|Birth Name||Roy Henry Wagner III|
Mini Bio (1)
Born in a very small community in the mid west Roy had no other contact to his dream of becoming a cinematographer than through the local theater and the Los Angeles phone directory. He would recall the names of cinematographers as they appeared on their films and call them blindly to talk with them about their work. Many of them were so suprised by this young man's ambition and interest that they took him under their wing, mentoring him. When he arrived in Los Angeles he spent every moment with them on their sets and homes learning as much about them and their work as he could. Because of this he was able to meet and befriend many of the greatest cinematographers in Hollywood. His key mentor was Harry Stradling Sr. Through him he developed friendships with Joseph Ruttenberg, George Folsey, James Wong Howe, Leon Shamroy, Frank Phillipd, Leonard South, and many many others. In the late 70s he began a life long process of interviewing cinematographers on video tape or film. A deep reverence for all that is old Hollywood remains a great part of his life and the memory of the behind the scene stories told him as a young man is an important basis for his life and work.
- IMDb Mini Biography By: Roy H. Wagner ASC
Personal Quotes (1)
Roy H. Wagner, ASC
Although I saw many films before this, I recall the power that The Greatest Show on Earth held over me as a child. The sense of showmanship and the scope drawn into that one-dimensional screen captured my imagination. I recall that, at the time, it suggested the power of which the cinema was capable.
One of the first films in which I remember acknowledging the cinematography was Harry Stradling Sr.'s Streetcar Named Desire. The power that light and shadow played in defining the characters and influencing the storytelling will forever be written in my spirit. I later saw that same use of light and shadow in Gregg Toland's work on The Dead End.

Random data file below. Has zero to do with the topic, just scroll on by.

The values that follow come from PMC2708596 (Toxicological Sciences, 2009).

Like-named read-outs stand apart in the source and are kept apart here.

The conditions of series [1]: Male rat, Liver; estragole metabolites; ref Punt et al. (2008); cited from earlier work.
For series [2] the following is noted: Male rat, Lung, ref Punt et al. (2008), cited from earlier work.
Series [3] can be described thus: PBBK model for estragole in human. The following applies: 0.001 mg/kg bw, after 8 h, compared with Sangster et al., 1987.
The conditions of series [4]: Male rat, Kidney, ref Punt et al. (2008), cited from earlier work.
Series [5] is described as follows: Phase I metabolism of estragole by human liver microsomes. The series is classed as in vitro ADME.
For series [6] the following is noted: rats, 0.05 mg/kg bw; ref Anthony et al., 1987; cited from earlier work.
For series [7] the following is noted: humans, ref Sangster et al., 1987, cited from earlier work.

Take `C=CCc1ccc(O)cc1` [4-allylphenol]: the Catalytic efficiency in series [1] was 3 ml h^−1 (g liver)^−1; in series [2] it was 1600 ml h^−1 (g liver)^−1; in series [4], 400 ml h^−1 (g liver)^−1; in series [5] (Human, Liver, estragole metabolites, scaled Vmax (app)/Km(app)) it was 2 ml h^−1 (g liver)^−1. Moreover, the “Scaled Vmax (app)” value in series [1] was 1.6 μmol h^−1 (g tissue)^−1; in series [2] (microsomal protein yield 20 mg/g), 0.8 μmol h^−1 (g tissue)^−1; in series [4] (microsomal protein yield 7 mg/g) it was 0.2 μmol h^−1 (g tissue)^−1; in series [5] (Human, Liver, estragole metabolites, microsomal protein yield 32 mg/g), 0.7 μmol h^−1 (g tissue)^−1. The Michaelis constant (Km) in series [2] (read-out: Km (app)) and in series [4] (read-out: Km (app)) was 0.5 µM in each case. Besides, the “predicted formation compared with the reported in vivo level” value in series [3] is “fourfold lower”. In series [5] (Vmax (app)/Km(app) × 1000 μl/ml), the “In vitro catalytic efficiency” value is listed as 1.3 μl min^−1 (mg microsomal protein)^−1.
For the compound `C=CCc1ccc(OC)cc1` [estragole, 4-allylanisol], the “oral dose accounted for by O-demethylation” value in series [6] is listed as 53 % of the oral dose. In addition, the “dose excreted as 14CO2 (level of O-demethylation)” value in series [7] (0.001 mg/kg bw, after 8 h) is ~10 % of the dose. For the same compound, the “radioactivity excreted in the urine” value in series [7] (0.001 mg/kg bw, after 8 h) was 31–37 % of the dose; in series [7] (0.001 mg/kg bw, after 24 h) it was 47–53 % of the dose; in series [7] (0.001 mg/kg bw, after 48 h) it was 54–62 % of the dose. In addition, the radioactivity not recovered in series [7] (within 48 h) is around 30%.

James Wong Howe's use of single source lighting and almost documentary photography in Hud was also a powerful influence. His work seemed to emulate the photo journalistic style represented in the great newspapers of his time. Haskell Wexler extended that sense of photojournalism with Medium Cool. The sequence in the car shooting through the non-polarized car window is still an example of the powerful use of the image to obscure, and then reveal, conflict within a character. I grew up in a small mid western town of 20,000 people, where I was dramatically influenced by American film. When we moved to Columbia, Missouri, I discovered Tati's Mon Oncle. The sense of child-like awe and humor that he could convey with a simply placed, observant camera sharply contrasted with the American need for coverage and intricate movement. I was also deeply influenced by the cinematography of Charles B. Lang, ASC. The film The Ghost Breakers was simply a Bob Hope comedy which could easily have been bright and overexposed, yet Lang created dynamic contrast and deeply shadowed images; he took the story seriously. In the classic ghost story, The Uninvited, he created a strong sense of space in a studio-bound film. I had the sense that I truly was in a haunted mansion on a cliff overlooking the ocean. Much later in my life, I saw Wait Until Dark. When Alan Arkin came into Audrey Hepburn's apartment and began to turn off the lights, finally playing a portion of the scene with only the light from a darkroom safelight on the far side of the screen, I was so deeply moved that I stayed a second time to see how Lang had created that illusion. While in college, I had the opportunity to see The Innocents photographed by Freddie Francis, BSC. It was black and white and CinemaScope. The manipulation of the anamorphic frame size through lighting and variable masking created a sense of claustrophobia as the story began to overpower the lead character, played by Deborah Kerr. William A. Fraker, ASC, and his voyeuristic use of the camera in Rosemary's Baby and Bullitt also greatly influenced my own discovery process. With the work of Christopher Challis, BSC, Privates Lives of Sherlock Holmes, and Douglas Slocombe, BSC, Travels with my Aunt and Julia, I discovered how cinematographers were beginning to employ subtle transitions in tonality. They were exploring the palette of middle grays, and defining them more sharply. And then Victorio Storaro, AIC, ASC, burst onto the scene with his bold use of color and light in all of his work: The Conformist, Last Tango in Paris, The Sheltered Sky, New York Stories (Life with Zoe)... Finally, the work of Gordon Willis, ASC, and Conrad Hall, ASC, influenced me most profoundly. Beginning with Willis' work on Little Murders, and then Klute, and ultimately, The Godfather, he taught me how powerful darkness was and gave me the courage to take risks with exposure. Conrad Hall did the same with In Cold Blood, his work showed me how powerful the image is in sub textually telling us the story--images telling the audience things that words can never express. More films are Butch Cassidy and the Sundance Kid, Fat City, Jennifer 8, and Searching for Bobby Fischer...cinematography that it would take tomes to discuss. What a deep heritage of masters that we have to learn from, and what a wonderful library of moving art that we have to discover.